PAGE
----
Source: Practice Index 2.11.22
The Government hopes to complete the rollout out of its troubled patient record access project this month, Health Secretary Steve Barclay said yesterday.
Earlier this week two major suppliers suspended implementation of the Citizens’ Access project while GP leaders have warned that many practices are not ready. The project is intended to give patients access to their records through the NHS app. The British Medical Association said Mr Barclay had brought “little clarity” to the situation.
Speaking in Parliament yesterday, Mr Barclay said: “I am pleased that all GP practices will soon be able to automatically provide patients aged 16 and over with access to the latest information and their health records through the NHS app. We are switching on that ability from today in a process that we expect to be completed by the end of the month. That is an important milestone for patient empowerment and is part of a process that sees patients play an even more active role in managing their health and care.”
Dr David Wrigley, deputy chair of the British Medical Association’s GP committee in England, said: “These day-by-day changes to the Citizens’ Access programme are incredibly concerning. It is absolutely not the way to handle such an important issue. The Health Secretary’s announcement has brought little clarity to the situation, and practices are understandably worried about what this means for them and their patients.”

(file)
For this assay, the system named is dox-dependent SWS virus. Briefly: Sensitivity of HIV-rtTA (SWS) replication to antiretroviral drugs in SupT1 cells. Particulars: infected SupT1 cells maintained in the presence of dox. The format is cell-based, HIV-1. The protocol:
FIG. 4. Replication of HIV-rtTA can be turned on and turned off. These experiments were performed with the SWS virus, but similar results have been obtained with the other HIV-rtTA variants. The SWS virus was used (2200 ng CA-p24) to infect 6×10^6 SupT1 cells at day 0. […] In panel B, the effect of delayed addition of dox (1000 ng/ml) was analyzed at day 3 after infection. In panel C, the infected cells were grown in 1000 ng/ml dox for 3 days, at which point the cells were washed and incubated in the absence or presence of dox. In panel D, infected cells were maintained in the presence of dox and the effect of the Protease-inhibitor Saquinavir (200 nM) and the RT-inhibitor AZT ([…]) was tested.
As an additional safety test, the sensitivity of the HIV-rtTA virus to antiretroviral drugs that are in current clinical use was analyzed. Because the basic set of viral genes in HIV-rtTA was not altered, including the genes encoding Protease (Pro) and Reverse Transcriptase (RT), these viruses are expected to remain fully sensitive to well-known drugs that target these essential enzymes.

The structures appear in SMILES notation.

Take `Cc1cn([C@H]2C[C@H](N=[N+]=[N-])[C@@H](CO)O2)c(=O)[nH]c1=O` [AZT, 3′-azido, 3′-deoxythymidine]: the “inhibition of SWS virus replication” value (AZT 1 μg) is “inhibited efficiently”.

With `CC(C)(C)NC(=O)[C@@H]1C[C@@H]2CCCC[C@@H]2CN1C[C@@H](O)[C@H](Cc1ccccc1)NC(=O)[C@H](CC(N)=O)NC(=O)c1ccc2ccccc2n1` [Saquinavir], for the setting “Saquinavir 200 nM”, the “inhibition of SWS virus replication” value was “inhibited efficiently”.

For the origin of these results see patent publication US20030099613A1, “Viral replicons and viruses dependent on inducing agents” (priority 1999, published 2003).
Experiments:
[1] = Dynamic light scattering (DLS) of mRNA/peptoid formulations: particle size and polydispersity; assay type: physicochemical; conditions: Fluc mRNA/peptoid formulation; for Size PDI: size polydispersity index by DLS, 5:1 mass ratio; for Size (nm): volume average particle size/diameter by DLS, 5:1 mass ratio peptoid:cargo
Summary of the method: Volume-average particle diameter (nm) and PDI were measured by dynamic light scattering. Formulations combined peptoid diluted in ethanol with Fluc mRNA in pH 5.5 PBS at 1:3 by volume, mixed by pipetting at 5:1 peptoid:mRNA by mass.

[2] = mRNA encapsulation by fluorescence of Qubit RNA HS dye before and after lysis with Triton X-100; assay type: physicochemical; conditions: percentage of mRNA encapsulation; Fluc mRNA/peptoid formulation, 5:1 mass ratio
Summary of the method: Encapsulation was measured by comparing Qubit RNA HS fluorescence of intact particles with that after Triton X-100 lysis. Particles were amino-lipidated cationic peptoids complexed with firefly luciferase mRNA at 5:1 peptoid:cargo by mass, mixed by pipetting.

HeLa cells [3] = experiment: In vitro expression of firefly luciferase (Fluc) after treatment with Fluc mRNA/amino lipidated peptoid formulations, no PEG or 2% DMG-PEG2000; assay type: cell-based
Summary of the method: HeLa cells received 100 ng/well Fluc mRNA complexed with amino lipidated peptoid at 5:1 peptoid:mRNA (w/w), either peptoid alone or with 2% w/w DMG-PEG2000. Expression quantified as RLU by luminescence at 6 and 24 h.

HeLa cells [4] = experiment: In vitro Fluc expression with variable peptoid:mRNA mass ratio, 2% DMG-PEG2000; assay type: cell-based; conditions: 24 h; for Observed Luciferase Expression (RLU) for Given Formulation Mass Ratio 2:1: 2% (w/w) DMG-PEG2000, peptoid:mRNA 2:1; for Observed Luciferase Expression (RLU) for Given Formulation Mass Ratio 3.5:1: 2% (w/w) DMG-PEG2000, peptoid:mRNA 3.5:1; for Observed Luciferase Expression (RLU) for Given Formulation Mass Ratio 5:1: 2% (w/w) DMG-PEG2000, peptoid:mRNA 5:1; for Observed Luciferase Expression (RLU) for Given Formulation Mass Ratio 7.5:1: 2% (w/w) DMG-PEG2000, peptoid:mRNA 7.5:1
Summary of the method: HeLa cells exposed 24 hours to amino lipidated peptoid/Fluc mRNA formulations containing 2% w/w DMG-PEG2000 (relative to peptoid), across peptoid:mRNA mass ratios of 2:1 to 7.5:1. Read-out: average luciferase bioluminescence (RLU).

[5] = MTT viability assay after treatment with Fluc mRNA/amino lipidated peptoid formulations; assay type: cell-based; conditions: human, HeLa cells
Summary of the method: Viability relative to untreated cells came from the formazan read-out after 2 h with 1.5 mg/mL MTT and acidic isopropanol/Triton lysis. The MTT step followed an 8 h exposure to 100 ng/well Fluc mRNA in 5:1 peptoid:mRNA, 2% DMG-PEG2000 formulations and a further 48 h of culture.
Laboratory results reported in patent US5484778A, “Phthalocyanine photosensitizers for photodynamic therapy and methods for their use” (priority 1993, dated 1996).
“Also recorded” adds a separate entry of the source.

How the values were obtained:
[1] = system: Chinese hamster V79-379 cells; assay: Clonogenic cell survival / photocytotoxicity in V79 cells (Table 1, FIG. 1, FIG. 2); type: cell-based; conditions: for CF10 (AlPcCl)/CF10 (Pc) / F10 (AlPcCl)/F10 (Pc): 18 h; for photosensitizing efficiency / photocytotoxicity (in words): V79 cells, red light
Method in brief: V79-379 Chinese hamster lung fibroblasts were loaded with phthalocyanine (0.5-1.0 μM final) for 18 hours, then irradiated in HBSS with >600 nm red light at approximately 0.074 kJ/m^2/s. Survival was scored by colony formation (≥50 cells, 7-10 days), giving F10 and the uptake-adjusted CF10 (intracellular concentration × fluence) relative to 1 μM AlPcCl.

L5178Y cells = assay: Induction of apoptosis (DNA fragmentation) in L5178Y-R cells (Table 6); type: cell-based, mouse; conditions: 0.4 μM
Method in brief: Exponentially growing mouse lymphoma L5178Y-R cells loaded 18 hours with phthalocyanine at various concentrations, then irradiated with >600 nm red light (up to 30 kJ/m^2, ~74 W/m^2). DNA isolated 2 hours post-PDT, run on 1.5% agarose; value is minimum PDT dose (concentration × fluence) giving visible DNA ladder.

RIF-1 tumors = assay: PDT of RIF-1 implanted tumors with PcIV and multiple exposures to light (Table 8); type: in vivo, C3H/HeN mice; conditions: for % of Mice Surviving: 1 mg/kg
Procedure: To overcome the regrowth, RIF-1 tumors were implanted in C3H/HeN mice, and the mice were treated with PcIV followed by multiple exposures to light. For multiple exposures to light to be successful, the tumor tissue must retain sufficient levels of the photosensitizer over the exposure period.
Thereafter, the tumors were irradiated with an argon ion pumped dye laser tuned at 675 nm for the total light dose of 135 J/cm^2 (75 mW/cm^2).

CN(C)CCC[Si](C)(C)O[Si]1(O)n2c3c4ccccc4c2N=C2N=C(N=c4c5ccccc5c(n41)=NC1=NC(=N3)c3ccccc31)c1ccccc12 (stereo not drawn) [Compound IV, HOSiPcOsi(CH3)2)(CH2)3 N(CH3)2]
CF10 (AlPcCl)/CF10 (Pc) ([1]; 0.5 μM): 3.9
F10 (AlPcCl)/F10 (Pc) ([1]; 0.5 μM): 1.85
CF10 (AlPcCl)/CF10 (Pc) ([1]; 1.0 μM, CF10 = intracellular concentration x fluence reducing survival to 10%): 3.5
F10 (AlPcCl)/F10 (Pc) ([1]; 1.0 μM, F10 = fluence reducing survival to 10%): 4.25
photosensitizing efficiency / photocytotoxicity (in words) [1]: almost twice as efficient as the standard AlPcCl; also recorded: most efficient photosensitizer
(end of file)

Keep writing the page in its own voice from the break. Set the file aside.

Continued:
He added: “Fundamentally, the issue of safety remains. Safety for patients and safety for practices. The profession, as well as the BMA, has repeatedly raised concerns that practices who are not yet ready, need time to properly prepare and carefully review data in order to protect patients. We need safe deployment when it comes to a system-wide change like this, not just high-level announcements with no detail for those actually involved in doing it. Implementing technical changes within live clinical environments in a way that could negatively impact patients’ lives is unacceptable. We urge NHS England to not only communicate, in detail, with the profession, about what is happening, but also to seriously reconsider the patient safety implications of hurrying out a programme like this.”